4.12 Remarks and exercises

4.12.1 Projector?

Consider two unit vectors |a\rangle and |b\rangle. Is the operator |a\rangle\langle a|+|b\rangle\langle b| a projector?

4.12.2 Knowing the unknown

Suppose you are given a single qubit in some entirely unknown quantum state |\psi\rangle=\alpha|0\rangle+\beta|1\rangle.

  1. Can you determine |\psi\rangle, using as many measurements as you want?

  2. Say you measure the qubit in the standard basis, and register outcome |0\rangle. What does this tell you about the pre-measurement state |\psi\rangle?

  3. How many real parameters do you need to determine |\psi\rangle? Would you be able to reconstruct |\psi\rangle from \langle\psi|X|\psi\rangle, \langle\psi|Y|\psi\rangle, and \langle\psi|Z|\psi\rangle? Hint: it may help you to visualise |\psi\rangle as a Bloch vector.

  4. You are given zillions of qubits, all prepared in the same quantum state |\psi\rangle. How would you determine |\psi\rangle?

4.12.3 Measurement and idempotents

The Z measurement is defined by the projectors \begin{aligned} P_0 &= \frac{1}{2}(\mathbf{1}+ Z), \\P_1 &= \frac{1}{2}(\mathbf{1}- Z). \end{aligned} Let’s generalise this.

Consider the measurement associated to any Hermitian operator S that satisfies S^2=\mathbf{1}. Show that the two outcomes \pm1 correspond to the projectors \frac{1}{2}(\mathbf{1}\pm S).

4.12.4 Unitary transformations of measurements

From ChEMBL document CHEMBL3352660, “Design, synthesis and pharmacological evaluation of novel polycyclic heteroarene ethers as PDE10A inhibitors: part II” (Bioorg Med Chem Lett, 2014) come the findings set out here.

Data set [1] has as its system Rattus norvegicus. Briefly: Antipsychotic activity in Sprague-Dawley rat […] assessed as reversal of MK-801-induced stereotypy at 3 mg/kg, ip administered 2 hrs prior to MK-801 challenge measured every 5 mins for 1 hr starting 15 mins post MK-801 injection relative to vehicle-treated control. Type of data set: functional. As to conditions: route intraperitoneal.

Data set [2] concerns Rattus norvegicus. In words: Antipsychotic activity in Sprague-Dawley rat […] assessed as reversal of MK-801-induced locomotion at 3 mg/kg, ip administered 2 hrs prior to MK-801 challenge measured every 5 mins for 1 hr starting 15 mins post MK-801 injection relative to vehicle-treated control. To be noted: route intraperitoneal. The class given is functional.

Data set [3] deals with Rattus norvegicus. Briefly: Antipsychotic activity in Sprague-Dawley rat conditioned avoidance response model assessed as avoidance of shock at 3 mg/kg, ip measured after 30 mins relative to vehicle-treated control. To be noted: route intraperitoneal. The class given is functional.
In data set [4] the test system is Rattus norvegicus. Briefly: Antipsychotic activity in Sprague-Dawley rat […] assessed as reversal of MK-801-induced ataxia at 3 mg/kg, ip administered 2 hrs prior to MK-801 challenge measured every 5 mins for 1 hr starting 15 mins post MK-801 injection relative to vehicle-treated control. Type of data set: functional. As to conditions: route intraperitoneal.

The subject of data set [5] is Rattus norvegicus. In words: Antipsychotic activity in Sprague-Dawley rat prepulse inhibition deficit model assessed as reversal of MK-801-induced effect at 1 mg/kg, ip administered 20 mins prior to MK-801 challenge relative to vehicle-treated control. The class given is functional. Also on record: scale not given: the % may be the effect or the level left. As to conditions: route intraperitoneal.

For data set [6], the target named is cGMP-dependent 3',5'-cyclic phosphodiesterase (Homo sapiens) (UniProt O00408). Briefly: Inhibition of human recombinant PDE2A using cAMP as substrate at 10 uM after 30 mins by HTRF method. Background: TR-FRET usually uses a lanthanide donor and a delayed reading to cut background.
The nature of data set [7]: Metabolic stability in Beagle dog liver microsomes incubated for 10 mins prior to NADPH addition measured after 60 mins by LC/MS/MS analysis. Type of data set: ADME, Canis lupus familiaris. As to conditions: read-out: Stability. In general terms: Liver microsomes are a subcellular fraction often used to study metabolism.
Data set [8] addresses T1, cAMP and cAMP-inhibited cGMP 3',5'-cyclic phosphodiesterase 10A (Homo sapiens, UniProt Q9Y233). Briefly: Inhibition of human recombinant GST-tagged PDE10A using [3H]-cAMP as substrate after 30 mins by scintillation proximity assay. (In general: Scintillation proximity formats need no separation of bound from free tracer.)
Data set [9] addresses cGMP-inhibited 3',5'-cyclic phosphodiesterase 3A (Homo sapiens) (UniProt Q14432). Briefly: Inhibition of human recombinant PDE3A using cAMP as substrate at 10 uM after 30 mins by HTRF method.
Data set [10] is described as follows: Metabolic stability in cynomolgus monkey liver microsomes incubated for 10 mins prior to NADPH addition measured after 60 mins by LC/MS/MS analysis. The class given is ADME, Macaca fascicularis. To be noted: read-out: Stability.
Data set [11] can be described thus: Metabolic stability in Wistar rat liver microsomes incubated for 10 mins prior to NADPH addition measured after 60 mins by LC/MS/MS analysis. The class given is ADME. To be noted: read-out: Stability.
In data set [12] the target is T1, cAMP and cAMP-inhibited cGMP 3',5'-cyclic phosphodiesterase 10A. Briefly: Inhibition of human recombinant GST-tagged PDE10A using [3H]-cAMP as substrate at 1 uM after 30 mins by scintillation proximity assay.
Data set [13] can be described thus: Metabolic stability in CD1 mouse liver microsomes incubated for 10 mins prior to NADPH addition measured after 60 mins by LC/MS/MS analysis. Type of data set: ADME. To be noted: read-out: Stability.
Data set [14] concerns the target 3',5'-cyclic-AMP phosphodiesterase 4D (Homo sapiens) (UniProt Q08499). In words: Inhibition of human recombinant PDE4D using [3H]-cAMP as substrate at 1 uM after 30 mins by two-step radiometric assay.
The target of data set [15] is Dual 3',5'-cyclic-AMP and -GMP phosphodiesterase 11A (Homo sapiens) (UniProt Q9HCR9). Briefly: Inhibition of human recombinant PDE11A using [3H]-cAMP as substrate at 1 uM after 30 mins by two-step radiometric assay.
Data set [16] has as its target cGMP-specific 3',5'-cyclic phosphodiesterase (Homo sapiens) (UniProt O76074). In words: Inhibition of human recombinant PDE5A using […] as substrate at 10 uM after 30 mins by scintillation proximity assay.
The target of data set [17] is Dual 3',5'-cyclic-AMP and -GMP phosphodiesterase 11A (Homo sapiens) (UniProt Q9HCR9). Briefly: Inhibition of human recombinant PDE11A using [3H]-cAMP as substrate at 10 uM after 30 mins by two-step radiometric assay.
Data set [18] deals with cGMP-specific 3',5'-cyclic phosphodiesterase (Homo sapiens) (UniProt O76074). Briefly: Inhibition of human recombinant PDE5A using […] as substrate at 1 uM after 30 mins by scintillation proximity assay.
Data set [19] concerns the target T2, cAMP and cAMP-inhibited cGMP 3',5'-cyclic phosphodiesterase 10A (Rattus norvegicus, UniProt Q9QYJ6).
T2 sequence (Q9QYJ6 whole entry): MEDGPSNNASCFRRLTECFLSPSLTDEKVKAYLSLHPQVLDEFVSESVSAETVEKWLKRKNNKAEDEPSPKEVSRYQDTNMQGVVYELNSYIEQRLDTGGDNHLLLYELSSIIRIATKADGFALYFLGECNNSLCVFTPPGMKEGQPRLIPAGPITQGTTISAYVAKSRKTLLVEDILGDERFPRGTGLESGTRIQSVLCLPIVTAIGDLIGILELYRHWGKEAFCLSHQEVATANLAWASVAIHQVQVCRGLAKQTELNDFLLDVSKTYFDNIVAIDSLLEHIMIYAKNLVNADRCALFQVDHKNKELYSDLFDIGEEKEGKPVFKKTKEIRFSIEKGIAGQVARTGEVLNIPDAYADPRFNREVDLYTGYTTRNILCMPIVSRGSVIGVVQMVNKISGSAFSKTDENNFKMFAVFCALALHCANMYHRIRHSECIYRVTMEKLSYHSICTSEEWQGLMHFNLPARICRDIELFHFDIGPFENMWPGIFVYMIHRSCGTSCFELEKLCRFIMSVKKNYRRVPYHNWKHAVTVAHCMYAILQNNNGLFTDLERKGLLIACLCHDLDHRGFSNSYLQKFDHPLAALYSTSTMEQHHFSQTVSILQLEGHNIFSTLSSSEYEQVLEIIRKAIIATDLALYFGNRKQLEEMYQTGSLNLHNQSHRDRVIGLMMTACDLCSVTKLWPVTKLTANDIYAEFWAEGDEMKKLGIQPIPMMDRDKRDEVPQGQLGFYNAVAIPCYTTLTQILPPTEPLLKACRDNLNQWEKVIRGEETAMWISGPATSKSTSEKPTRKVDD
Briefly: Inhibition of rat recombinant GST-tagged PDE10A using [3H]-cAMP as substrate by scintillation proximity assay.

In our quantum circuits, unless specified otherwise, all measurements are assumed to be performed in the standard basis. This is because any measurement can be reduced to the standard measurement by performing some prior unitary transformation.

  1. Show that any two orthonormal bases \{|e_1\rangle,\ldots,|e_n\rangle\} and \{|d_1\rangle,\ldots,|d_n\rangle\} are always related by some unitary U. Hint: it suffices to show that \sum_k |d_k\rangle\langle e_k| is unitary — why?

  2. Suppose that the projectors P_k define the standard measurement. Show that, for any unitary U, the projectors UP_kU^\dagger also define a measurement.

4.12.5 Optimal measurement

The optimal measurement to distinguish between the two equally likely non-orthogonal signal states, |s_1\rangle and |s_2\rangle, is described by the two orthogonal vectors |d_1\rangle and |d_2\rangle, placed symmetrically around the signal states, as we saw in Section 4.9. But suppose the states are not equally likely: say |s_1\rangle is chosen with probability p_1 and |s_2\rangle with probability p_2. How would you modify the measurement to maximise the probability of success in this case?

4.12.6 Alice knows what Bob did

Alice prepares a qubit in any state of her choosing and gives it to Bob, who secretly measures either \sigma_x or \sigma_y. The outcome of the measurement is seen only by Bob. Alice has no clue which measurement was chosen by Bob, but right after his measurement she gets her qubit back and she can measure it as well. Some time later, Bob tells Alice which of the two measurements was chosen, i.e. whether he measured \sigma_x or \sigma_y. Alice then tells him the outcome he obtained in his measurement. Bob is surprised, since the two measurements have mutually unbiased bases, and yet Alice always gets it right, no matter how many times they repeat the experiment. How does she do it?

This is a simplified version of a beautiful quantum puzzle proposed in 1987 by Lev Vaidman, Yakir Aharonov, and David Z. Albert in a paper with the somewhat provocative title “How to ascertain the values of \sigma_x, \sigma_y, and \sigma_z of a spin-\frac{1}{2} particle”. For the original, see Phys. Rev. Lett. 58 (1987), p. 1385.

4.12.7 The Zeno effect